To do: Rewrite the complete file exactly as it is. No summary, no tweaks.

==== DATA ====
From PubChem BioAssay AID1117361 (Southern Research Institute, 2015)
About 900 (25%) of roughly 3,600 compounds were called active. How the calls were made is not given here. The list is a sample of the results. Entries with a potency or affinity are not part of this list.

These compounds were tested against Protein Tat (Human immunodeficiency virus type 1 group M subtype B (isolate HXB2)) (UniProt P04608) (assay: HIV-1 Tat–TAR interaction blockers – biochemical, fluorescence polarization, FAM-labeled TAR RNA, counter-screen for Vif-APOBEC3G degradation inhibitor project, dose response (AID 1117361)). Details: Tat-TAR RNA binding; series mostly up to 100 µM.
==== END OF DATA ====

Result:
From PubChem BioAssay AID1117361 (Southern Research Institute, 2015)
About 900 (25%) of roughly 3,600 compounds were called active. How the calls were made is not given here. The list is a sample of the results. Entries with a potency or affinity are not part of this list.

These compounds were tested against Protein Tat (Human immunodeficiency virus type 1 group M subtype B (isolate HXB2)) (UniProt P04608) (assay: HIV-1 Tat–TAR interaction blockers – biochemical, fluorescence polarization, FAM-labeled TAR RNA, counter-screen for Vif-APOBEC3G degradation inhibitor project, dose response (AID 1117361)). Details: Tat-TAR RNA binding; series mostly up to 100 µM.